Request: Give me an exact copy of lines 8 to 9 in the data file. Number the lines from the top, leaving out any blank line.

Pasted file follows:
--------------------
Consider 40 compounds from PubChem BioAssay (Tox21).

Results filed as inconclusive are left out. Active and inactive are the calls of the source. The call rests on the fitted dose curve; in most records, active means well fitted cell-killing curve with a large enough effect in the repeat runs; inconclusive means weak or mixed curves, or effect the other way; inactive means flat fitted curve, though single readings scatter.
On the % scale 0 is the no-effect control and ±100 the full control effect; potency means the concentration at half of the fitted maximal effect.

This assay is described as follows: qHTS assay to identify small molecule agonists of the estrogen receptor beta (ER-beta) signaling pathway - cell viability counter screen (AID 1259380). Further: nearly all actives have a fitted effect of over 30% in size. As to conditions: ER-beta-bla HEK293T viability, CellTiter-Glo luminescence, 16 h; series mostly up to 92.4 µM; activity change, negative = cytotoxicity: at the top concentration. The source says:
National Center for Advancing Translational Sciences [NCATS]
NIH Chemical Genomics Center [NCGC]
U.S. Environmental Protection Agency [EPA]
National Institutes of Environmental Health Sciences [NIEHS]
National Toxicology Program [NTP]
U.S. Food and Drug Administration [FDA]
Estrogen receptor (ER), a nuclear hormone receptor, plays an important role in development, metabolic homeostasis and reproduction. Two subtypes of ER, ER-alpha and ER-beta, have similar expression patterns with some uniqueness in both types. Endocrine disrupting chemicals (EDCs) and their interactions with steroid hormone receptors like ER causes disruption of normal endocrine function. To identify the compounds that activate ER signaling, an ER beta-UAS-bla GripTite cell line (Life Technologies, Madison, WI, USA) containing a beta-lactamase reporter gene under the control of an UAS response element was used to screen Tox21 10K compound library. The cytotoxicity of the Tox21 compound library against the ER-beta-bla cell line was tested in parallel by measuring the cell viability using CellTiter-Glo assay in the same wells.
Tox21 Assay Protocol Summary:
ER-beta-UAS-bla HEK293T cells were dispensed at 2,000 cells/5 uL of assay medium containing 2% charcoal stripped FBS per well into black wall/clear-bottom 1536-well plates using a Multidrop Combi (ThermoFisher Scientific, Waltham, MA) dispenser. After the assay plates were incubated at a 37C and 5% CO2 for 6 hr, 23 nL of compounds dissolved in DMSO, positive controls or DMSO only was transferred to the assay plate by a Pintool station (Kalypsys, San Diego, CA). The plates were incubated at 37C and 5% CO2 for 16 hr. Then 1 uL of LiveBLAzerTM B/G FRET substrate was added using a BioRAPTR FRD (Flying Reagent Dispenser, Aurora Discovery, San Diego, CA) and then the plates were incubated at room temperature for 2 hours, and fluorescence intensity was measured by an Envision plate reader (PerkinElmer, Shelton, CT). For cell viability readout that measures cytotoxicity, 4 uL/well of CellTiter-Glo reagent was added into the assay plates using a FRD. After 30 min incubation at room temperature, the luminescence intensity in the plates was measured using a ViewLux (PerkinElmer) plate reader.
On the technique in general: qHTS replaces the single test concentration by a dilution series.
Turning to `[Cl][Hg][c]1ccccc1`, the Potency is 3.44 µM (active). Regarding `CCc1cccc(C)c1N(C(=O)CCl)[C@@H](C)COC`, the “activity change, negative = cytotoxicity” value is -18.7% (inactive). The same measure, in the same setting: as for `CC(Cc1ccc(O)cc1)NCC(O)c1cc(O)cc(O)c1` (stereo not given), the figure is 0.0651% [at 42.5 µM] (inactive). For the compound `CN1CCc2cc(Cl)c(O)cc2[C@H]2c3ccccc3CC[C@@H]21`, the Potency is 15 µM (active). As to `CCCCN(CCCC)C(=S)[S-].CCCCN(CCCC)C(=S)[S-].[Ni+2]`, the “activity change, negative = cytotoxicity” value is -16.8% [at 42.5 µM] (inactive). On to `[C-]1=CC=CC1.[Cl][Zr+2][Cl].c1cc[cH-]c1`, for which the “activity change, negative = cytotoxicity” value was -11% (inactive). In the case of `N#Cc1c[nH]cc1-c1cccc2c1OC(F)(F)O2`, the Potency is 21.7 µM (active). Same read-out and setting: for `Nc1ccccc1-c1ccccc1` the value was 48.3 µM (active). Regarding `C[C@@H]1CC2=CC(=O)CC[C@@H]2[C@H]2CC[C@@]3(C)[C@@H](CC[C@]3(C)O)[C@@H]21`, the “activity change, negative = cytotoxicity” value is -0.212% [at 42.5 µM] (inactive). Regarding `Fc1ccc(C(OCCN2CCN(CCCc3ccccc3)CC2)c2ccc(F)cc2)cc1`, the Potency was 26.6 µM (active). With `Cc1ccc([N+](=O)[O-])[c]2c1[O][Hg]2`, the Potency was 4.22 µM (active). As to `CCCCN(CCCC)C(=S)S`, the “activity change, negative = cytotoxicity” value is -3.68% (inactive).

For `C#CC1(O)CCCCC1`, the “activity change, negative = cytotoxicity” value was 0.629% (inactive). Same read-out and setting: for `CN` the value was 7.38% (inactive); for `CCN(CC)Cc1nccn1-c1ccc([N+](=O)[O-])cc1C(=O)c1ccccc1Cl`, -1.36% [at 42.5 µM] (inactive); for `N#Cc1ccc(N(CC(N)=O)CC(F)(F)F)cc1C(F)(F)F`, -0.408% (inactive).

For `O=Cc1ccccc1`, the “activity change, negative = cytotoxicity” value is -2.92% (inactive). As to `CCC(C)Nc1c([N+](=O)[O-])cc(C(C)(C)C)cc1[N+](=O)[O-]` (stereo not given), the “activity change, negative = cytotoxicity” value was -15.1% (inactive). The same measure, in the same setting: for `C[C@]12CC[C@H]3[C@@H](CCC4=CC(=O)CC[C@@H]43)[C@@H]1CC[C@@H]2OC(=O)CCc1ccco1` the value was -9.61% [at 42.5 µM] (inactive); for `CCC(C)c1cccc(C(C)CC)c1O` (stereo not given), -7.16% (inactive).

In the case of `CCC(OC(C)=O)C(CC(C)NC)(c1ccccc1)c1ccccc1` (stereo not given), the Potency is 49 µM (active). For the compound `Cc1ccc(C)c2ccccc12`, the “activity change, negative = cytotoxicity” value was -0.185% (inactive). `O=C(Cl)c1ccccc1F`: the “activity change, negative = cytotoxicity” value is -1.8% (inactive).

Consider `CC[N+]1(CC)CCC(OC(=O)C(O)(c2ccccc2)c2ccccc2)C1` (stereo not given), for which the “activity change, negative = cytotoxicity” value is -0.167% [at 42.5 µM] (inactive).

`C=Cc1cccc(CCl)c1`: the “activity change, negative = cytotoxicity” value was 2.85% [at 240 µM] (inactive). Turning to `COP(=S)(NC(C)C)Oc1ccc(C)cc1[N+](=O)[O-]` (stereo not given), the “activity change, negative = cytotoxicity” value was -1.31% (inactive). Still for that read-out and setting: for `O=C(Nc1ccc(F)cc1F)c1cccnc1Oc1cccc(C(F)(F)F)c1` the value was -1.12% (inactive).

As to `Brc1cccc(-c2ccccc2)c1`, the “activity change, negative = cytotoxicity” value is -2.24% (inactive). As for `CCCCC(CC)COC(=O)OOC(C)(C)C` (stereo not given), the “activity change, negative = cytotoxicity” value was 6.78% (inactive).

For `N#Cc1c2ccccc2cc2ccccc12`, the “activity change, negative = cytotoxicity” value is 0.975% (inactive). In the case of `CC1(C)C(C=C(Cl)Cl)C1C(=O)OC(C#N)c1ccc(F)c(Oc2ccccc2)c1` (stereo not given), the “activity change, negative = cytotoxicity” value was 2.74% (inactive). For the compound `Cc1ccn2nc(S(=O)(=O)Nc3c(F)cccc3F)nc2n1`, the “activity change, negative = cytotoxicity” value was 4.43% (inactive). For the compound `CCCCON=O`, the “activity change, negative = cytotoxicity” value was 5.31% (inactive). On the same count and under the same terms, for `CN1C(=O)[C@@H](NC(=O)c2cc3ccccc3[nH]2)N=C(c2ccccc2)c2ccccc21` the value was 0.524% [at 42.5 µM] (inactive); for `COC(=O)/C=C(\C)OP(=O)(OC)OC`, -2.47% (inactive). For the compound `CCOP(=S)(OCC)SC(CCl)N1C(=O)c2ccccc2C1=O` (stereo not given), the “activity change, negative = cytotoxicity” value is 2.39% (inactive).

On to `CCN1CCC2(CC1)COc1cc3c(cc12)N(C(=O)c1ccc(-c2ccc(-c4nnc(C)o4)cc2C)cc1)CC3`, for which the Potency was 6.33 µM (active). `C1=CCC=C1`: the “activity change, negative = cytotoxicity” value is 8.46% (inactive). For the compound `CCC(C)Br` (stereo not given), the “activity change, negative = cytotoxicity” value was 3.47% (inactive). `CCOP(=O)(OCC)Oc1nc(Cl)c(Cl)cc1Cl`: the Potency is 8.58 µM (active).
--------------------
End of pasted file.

National Institutes of Environmental Health Sciences [NIEHS]
National Toxicology Program [NTP]